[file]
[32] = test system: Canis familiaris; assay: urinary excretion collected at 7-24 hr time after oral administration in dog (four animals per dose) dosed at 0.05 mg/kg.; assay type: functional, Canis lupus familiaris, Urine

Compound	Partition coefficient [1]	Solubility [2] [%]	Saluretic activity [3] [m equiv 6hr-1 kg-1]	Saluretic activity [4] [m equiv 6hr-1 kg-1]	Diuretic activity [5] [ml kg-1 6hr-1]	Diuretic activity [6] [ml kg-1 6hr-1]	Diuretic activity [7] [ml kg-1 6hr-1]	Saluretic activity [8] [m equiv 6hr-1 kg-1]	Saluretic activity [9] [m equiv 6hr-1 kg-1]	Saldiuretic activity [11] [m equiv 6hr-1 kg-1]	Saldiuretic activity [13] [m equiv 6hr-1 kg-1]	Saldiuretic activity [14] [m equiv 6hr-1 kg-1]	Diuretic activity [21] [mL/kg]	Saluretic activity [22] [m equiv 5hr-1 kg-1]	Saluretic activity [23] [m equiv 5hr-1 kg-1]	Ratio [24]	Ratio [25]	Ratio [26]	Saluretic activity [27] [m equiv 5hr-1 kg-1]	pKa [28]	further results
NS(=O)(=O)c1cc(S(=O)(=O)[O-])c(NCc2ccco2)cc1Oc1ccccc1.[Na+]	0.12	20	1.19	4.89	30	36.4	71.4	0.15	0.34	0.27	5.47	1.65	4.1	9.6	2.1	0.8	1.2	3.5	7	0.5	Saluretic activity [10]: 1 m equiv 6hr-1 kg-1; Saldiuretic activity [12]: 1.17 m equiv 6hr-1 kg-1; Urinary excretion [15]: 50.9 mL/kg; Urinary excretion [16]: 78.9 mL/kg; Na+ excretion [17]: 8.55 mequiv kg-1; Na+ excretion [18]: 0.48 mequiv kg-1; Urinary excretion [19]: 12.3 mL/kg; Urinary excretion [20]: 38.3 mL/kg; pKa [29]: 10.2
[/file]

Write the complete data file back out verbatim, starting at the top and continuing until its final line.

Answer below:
[32] = test system: Canis familiaris; assay: urinary excretion collected at 7-24 hr time after oral administration in dog (four animals per dose) dosed at 0.05 mg/kg.; assay type: functional, Canis lupus familiaris, Urine

Compound	Partition coefficient [1]	Solubility [2] [%]	Saluretic activity [3] [m equiv 6hr-1 kg-1]	Saluretic activity [4] [m equiv 6hr-1 kg-1]	Diuretic activity [5] [ml kg-1 6hr-1]	Diuretic activity [6] [ml kg-1 6hr-1]	Diuretic activity [7] [ml kg-1 6hr-1]	Saluretic activity [8] [m equiv 6hr-1 kg-1]	Saluretic activity [9] [m equiv 6hr-1 kg-1]	Saldiuretic activity [11] [m equiv 6hr-1 kg-1]	Saldiuretic activity [13] [m equiv 6hr-1 kg-1]	Saldiuretic activity [14] [m equiv 6hr-1 kg-1]	Diuretic activity [21] [mL/kg]	Saluretic activity [22] [m equiv 5hr-1 kg-1]	Saluretic activity [23] [m equiv 5hr-1 kg-1]	Ratio [24]	Ratio [25]	Ratio [26]	Saluretic activity [27] [m equiv 5hr-1 kg-1]	pKa [28]	further results
NS(=O)(=O)c1cc(S(=O)(=O)[O-])c(NCc2ccco2)cc1Oc1ccccc1.[Na+]	0.12	20	1.19	4.89	30	36.4	71.4	0.15	0.34	0.27	5.47	1.65	4.1	9.6	2.1	0.8	1.2	3.5	7	0.5	Saluretic activity [10]: 1 m equiv 6hr-1 kg-1; Saldiuretic activity [12]: 1.17 m equiv 6hr-1 kg-1; Urinary excretion [15]: 50.9 mL/kg; Urinary excretion [16]: 78.9 mL/kg; Na+ excretion [17]: 8.55 mequiv kg-1; Na+ excretion [18]: 0.48 mequiv kg-1; Urinary excretion [19]: 12.3 mL/kg; Urinary excretion [20]: 38.3 mL/kg; pKa [29]: 10.2